New chair at the helm of NCBA-Clusa

The organisation intends to be proactive in its defence of the co-op name and stewardship of co-operative legal statutes

US apex body NCBA-Clusa has elected Erbin Crowell as chair of its board.

Mr Crowell, who is also executive director of the Neighboring Food Co-op Association, takes over from Andrew Jacob, who served two terms in the role.

Erbin Crowell was elected as chair of the board in June

He said: “I am honoured to have this opportunity to serve in this new role at such an important time for our association and the wider co-operative community.”

“On behalf of the leadership and staff of NCBA-Clusa, I want to thank Andrew for his leadership, years of service and deep dedication to the continued success of our association,” said Doug O’Brien, president and CEO of the organisation.

“As we turn to new leadership, we congratulate Erbin on his appointment and look forward to working with him to fulfil our mission and vision that places co-operatives at the heart of a robust and inclusive economy.”

Mr Crowell first joined NCBA’s board in 2007, serving as vice chair from 2010. In this role he was involved in formally positioning NCBA-Clusa as an advocate for an inclusive economy, as outlined by the Rockefeller Foundation.

“With this vision in place, we now have a strong platform to help us communicate what co-ops offer to the task of building a more inclusive economy that works for everyone,” he said.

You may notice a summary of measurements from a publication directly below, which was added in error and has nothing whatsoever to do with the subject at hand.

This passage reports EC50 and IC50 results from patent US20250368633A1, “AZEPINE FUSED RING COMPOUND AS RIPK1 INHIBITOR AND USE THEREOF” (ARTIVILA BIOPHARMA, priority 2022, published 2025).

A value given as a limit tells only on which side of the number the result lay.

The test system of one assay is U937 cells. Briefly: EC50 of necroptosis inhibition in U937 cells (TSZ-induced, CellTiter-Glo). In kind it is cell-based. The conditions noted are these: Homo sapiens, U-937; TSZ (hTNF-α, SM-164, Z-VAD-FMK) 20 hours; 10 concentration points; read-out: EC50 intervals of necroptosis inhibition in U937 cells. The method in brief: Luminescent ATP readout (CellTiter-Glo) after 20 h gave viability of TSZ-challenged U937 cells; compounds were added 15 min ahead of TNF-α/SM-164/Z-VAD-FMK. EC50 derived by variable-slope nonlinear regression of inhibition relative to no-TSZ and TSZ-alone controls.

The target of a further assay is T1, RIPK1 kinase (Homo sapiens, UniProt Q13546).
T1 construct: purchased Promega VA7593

Mr Crowell initially joined the co-operative movement through Equal Exchange, a worker co-op pioneering Fairtrade products. He went on to work with the Cooperative Development Institute, the Cooperative Fund of New England, the Valley Alliance of Worker Co-ops, and as an independent consultant.

He has been leading the Neighboring Food Co-op Association since 2010. He holds a master of management in co-operatives & credit unions from St Mary’s University in Nova Scotia and is an adjunct lecturer with the Department of Economics at the University of Massachusetts-Amherst, where he teaches on the co-operative movement. He also serves on the board of directors of the New England Farmers Union.

He said: “If we are going to grow co-operative enterprise, take advantage of new spaces in the economy that beg for our approach to doing business, and meet the needs of more people at this critical moment, we must do it together.”

He added: “One of our most important assets is the co-operative identity or brand. Moving forward, we will need to be proactive in our defence of the co-op name and take a leadership role in the stewardship of co-operative legal statutes as we seek new opportunities for growth and development.”

In this article


Join the Conversation